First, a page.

Each VC firm, each investor, and each angel has a thesis, a sweet spot, and they rarely stray too far from it. If we’re not getting any response from investors, we may be setting our target too broadly.
“Most of the pitches we receive have nothing to do with the focus or requirements of our fund, which are clearly stated on our website. This wastes our time and communicates to us that the entrepreneur is just spraying and praying — not the kind of entrepreneur we are looking for.”
The thesis is the single most important thing to consider before contacting an investor. Investors are looking for fit. They’re not just trying to write a check, they’re going to do some connecting, advising, and other heavy lifting to help their investment succeed and pay off.
“The reason we pass on deals is usually because the fit is not there. So it is important for entrepreneurs to try to find that fit with a firm — timing, stage, sector, geography, business model, etc. — instead of simply trying to convince us that their business is a great one.”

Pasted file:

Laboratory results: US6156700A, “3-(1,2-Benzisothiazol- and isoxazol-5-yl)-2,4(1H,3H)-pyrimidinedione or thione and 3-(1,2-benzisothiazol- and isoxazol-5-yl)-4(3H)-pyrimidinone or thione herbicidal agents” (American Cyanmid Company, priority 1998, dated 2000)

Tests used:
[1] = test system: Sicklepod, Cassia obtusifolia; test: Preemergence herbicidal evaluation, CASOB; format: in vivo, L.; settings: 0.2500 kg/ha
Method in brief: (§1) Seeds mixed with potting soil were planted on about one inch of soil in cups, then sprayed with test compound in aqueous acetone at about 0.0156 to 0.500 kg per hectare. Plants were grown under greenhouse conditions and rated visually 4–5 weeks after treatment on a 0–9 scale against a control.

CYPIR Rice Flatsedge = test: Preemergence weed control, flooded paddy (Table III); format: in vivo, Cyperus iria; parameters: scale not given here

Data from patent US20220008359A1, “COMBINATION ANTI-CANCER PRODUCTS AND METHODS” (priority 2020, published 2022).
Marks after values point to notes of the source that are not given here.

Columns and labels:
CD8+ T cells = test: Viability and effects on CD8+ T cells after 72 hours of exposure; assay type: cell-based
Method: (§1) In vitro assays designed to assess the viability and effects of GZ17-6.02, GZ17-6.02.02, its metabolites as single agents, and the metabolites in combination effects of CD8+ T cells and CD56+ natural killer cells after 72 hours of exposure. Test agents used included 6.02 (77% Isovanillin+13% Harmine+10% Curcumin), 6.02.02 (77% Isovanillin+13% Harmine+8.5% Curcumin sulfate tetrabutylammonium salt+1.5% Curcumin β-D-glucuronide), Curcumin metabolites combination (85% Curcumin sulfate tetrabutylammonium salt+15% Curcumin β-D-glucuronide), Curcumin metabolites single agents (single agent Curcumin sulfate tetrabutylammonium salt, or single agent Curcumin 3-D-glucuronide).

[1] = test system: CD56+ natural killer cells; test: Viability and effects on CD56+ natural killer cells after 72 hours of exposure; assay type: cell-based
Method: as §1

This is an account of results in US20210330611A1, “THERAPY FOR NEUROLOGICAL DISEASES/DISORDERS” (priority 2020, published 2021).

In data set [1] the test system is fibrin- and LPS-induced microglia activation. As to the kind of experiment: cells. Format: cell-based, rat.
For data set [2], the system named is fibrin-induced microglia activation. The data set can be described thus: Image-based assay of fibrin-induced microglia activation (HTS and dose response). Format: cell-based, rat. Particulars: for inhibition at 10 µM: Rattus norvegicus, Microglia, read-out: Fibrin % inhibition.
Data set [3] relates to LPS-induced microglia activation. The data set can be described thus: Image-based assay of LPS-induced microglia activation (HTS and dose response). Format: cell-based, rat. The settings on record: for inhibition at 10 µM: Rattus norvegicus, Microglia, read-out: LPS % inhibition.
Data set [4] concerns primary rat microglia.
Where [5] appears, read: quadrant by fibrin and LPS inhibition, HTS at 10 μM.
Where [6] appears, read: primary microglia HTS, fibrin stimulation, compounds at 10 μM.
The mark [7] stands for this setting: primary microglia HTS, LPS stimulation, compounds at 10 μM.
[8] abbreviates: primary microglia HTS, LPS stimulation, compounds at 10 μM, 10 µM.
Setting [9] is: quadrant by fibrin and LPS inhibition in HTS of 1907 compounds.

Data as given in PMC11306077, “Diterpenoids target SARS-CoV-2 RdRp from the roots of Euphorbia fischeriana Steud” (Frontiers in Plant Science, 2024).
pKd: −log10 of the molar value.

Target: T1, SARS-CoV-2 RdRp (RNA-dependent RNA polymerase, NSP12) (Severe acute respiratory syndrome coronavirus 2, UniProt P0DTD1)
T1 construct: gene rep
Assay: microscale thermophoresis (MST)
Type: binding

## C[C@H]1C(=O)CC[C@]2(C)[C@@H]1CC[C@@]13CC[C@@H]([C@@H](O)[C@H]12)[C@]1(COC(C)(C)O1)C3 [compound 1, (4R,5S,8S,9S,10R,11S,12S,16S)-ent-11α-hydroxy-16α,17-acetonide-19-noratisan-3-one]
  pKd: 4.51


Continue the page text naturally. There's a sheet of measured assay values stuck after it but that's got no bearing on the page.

We Need To Know Our Shit
We have to have an unshakeable handle on the problem we’re trying to solve, our customer, our competition, and the industry we’re disrupting.
“It’s very important to know the drivers of their business well before pitching. It is not about the pitch for me. It is about knowing the business and proposing a compelling opportunity.”
We’ll need to be able to show how our solution is unique and competitive and also where its flaws are.
“[They should know] the real current competitive situation in the market they are targeting, and the partnerships they need to develop to become a player in that market. These are almost always the weak points of the pitch.”
Fit is a factor here too. We should steer away from talking about the game-changing possibilities of our product and instead talk about how it fits into the market.
We Need a Great Team